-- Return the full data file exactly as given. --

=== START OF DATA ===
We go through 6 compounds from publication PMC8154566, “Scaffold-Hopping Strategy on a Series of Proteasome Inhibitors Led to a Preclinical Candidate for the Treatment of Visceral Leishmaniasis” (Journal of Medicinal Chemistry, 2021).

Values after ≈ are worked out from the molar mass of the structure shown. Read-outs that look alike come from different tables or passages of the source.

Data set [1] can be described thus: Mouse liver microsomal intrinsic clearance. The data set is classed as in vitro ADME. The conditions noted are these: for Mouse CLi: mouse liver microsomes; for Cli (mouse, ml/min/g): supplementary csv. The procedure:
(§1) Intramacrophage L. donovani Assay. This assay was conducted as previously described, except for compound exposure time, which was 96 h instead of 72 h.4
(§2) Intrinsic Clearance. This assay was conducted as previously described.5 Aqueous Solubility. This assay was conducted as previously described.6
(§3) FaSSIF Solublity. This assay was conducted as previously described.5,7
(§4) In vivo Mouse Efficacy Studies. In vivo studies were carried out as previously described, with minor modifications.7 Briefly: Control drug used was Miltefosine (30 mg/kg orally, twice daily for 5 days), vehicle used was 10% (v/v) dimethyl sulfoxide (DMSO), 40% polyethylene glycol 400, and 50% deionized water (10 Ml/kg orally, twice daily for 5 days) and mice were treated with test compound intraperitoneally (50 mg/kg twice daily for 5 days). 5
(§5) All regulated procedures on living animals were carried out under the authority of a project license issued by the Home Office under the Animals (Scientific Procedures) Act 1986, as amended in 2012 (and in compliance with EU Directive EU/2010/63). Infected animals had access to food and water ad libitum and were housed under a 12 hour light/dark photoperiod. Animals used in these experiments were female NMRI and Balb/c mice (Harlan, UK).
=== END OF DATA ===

We go through 6 compounds from publication PMC8154566, “Scaffold-Hopping Strategy on a Series of Proteasome Inhibitors Led to a Preclinical Candidate for the Treatment of Visceral Leishmaniasis” (Journal of Medicinal Chemistry, 2021).

Values after ≈ are worked out from the molar mass of the structure shown. Read-outs that look alike come from different tables or passages of the source.

Data set [1] can be described thus: Mouse liver microsomal intrinsic clearance. The data set is classed as in vitro ADME. The conditions noted are these: for Mouse CLi: mouse liver microsomes; for Cli (mouse, ml/min/g): supplementary csv. The procedure:
(§1) Intramacrophage L. donovani Assay. This assay was conducted as previously described, except for compound exposure time, which was 96 h instead of 72 h.4
(§2) Intrinsic Clearance. This assay was conducted as previously described.5 Aqueous Solubility. This assay was conducted as previously described.6
(§3) FaSSIF Solublity. This assay was conducted as previously described.5,7
(§4) In vivo Mouse Efficacy Studies. In vivo studies were carried out as previously described, with minor modifications.7 Briefly: Control drug used was Miltefosine (30 mg/kg orally, twice daily for 5 days), vehicle used was 10% (v/v) dimethyl sulfoxide (DMSO), 40% polyethylene glycol 400, and 50% deionized water (10 Ml/kg orally, twice daily for 5 days) and mice were treated with test compound intraperitoneally (50 mg/kg twice daily for 5 days). 5
(§5) All regulated procedures on living animals were carried out under the authority of a project license issued by the Home Office under the Animals (Scientific Procedures) Act 1986, as amended in 2012 (and in compliance with EU Directive EU/2010/63). Infected animals had access to food and water ad libitum and were housed under a 12 hour light/dark photoperiod. Animals used in these experiments were female NMRI and Balb/c mice (Harlan, UK).